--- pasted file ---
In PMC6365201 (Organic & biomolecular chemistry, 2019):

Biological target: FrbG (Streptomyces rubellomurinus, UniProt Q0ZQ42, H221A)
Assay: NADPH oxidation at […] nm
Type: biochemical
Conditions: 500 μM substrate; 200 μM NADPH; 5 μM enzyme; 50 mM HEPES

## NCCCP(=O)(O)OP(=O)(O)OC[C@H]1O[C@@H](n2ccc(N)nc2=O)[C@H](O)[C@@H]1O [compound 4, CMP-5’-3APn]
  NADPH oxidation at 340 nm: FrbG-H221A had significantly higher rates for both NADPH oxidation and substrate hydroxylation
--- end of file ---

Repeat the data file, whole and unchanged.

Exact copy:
In PMC6365201 (Organic & biomolecular chemistry, 2019):

Biological target: FrbG (Streptomyces rubellomurinus, UniProt Q0ZQ42, H221A)
Assay: NADPH oxidation at […] nm
Type: biochemical
Conditions: 500 μM substrate; 200 μM NADPH; 5 μM enzyme; 50 mM HEPES

## NCCCP(=O)(O)OP(=O)(O)OC[C@H]1O[C@@H](n2ccc(N)nc2=O)[C@H](O)[C@@H]1O [compound 4, CMP-5’-3APn]
  NADPH oxidation at 340 nm: FrbG-H221A had significantly higher rates for both NADPH oxidation and substrate hydroxylation